John Charles "Cracker" McDonald
- 319Wallaby Number
Jack McDonald was a hardened, pacy and vigorous flanker who, like many of his contemporaries, had his international rugby career ended in its prime by World War II.
Born and raised in Toowoomba, McDonald was educated at the Toowoomba Grammar School and played two years in the 1st XV (1930-31). In 1936, and after four years out of the game, he returned to rugby with the Past Grammars club and was named as captain for Toowoomba in the intercity match against Brisbane. The locals won 32-21 and of the many home team players that enhanced their reputations none did more so more than McDonald who, it was written, 'was the star forward on the field’ and had 'immense possibilities.’
Nonetheless the equally impressive Boyd Oxlade was the Queensland open-side flanker for the major representative matches that season. A year later McDonald’s form was so compelling that the Queensland selectors had little option but to shift Oxlade to the blind-side of the scrum. In 1938, and with the benefit of some extra poundage that did not detract from his speed from the base of the scrum, McDonald continued to push his claim for higher honours and it was said he was 'the finest product of [Darling] Downs rugby union since the game was revived in 1929’. He then starred in the interstate series to be dubbed the ‘find of the season’ yet surprisingly Oxlade was picked at open-side for the first Test against New Zealand.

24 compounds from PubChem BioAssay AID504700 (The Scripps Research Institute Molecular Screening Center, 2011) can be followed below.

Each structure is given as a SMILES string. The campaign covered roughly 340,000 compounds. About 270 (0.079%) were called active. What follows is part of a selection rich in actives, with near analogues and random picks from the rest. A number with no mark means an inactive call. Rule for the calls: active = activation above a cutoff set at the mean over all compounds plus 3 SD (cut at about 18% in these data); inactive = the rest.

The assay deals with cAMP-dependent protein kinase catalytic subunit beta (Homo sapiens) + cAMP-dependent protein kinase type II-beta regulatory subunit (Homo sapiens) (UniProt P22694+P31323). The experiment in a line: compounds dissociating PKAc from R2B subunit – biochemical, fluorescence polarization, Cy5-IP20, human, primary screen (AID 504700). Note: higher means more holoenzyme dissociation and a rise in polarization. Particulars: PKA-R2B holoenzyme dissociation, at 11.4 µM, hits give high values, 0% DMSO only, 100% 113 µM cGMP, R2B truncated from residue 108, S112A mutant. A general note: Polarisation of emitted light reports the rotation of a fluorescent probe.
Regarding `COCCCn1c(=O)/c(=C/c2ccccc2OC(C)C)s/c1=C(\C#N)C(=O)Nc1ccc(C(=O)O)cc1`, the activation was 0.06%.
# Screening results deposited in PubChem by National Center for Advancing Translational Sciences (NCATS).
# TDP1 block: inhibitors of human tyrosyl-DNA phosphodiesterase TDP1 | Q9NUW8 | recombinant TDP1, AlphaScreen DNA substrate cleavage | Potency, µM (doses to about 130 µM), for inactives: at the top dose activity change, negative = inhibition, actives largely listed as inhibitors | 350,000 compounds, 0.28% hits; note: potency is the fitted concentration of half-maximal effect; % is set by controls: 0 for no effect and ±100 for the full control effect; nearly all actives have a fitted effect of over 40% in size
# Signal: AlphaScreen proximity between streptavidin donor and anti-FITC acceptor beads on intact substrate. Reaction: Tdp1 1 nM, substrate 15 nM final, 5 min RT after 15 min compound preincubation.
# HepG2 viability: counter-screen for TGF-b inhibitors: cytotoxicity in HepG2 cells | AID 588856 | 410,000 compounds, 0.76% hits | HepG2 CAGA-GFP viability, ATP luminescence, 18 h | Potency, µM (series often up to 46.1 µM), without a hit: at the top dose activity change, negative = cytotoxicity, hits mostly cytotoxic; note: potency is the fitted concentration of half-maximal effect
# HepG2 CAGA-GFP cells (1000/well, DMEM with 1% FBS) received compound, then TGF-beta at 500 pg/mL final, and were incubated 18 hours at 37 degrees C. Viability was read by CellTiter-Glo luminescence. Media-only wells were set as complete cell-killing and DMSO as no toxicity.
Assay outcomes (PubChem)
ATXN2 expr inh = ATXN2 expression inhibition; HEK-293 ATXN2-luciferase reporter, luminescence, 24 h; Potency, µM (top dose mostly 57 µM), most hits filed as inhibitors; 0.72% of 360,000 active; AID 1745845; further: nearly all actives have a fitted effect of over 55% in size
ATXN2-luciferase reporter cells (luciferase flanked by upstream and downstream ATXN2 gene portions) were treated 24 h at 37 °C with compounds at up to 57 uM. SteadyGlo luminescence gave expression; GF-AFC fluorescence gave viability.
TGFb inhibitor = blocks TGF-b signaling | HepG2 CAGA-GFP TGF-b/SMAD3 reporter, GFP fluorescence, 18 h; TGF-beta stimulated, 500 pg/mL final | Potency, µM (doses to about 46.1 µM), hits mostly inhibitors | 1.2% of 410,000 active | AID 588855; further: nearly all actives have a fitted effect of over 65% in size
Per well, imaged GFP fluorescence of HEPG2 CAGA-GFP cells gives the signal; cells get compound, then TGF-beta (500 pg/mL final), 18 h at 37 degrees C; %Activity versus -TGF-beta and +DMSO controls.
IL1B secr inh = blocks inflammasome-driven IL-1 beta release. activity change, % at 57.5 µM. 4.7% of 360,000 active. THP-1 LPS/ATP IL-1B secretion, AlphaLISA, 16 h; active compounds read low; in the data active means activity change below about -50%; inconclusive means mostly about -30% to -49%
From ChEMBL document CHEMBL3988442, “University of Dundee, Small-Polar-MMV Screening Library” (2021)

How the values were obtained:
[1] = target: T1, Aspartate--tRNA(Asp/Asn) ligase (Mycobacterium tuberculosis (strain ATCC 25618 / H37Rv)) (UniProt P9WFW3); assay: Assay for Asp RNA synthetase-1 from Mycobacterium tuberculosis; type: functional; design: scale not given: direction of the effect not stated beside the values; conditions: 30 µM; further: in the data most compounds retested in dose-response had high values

A one-sided, 9-24 defeat saw the selectors make seven changes for Brisbane and McDonald was named for his Test debut. He delivered a 'striking display’ and followed it with a similar performance in the final match of the series to be dubbed a near certainty for the following year’s tour to the U.K. One of eight Queenslanders chosen for the Second Wallabies the tour was unfortunately abandoned just two days after their arrival in England when war was declared on Germany. Nonetheless the team did enjoy the rare privilege of being received at Buckingham Palace for an hour with the King and Queen. McDonald wrote of the experience: 'They are both very human. The Queen is particularly charming and conversed freely on any subject discussed. She told, me she remembered quite well visiting Toowoomba when they toured as the Duke and Duchess of York. The two Princesses had been shifted out of the danger zone to a country residence and the Queen appeared very pleased when given two Wallaby badges for them.’
McDonald returned home to the family printing business in Toowoomba and joined the RAAF. Later, he coached rugby at TGS, refereed representative matches in Toowoomba and became a Queensland selector.
McDonald won his first Test cap at flanker, in a back-row combination with Boyd Oxlade and Aub Hodgson, in the 14-20, 2nd Test loss to new Zealand at the Exhibition Ground. That same trio were retained for the 3rd Test, 6-14 defeat at the S.C.G.